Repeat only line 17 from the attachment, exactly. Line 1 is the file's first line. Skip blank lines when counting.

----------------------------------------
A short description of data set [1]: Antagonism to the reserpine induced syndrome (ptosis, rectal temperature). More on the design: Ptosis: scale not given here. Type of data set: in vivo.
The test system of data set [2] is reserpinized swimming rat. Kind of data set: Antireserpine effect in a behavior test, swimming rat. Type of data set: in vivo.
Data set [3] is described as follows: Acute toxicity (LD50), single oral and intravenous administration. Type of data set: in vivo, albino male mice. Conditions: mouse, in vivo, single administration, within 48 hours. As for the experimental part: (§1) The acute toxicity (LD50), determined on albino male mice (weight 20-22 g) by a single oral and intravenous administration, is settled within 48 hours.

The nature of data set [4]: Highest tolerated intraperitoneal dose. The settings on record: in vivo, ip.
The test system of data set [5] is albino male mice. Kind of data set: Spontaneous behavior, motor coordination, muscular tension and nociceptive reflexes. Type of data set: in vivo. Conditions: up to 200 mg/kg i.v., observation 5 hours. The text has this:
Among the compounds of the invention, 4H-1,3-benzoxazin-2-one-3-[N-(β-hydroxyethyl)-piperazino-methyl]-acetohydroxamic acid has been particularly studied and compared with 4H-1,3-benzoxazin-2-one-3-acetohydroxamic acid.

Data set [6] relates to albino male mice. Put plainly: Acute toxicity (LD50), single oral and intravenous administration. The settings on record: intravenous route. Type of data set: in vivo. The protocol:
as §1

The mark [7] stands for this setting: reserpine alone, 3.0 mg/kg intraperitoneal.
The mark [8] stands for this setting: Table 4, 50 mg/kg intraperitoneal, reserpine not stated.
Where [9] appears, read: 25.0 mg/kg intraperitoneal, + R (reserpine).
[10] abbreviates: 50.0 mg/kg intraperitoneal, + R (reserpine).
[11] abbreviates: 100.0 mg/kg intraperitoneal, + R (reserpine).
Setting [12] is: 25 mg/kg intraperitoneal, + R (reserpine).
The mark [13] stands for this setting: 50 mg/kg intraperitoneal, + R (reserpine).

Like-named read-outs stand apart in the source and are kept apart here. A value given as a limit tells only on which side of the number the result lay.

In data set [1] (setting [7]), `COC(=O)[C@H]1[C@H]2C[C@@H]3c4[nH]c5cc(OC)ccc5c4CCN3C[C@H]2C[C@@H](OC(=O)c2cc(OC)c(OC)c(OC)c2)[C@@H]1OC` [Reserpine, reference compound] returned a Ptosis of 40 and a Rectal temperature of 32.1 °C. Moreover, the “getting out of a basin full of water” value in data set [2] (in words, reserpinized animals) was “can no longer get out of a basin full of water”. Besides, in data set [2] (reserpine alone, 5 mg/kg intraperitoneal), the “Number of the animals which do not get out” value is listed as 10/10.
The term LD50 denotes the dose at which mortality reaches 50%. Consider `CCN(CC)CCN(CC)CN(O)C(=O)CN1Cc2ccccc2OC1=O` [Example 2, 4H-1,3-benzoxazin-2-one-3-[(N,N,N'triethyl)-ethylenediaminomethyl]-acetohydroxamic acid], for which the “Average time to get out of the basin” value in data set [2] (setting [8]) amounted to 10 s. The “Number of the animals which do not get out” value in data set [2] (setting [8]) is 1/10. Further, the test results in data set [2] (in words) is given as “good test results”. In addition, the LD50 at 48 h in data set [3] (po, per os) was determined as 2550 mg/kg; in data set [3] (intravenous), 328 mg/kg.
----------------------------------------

In data set [1] (setting [7]), `COC(=O)[C@H]1[C@H]2C[C@@H]3c4[nH]c5cc(OC)ccc5c4CCN3C[C@H]2C[C@@H](OC(=O)c2cc(OC)c(OC)c(OC)c2)[C@@H]1OC` [Reserpine, reference compound] returned a Ptosis of 40 and a Rectal temperature of 32.1 °C. Moreover, the “getting out of a basin full of water” value in data set [2] (in words, reserpinized animals) was “can no longer get out of a basin full of water”. Besides, in data set [2] (reserpine alone, 5 mg/kg intraperitoneal), the “Number of the animals which do not get out” value is listed as 10/10.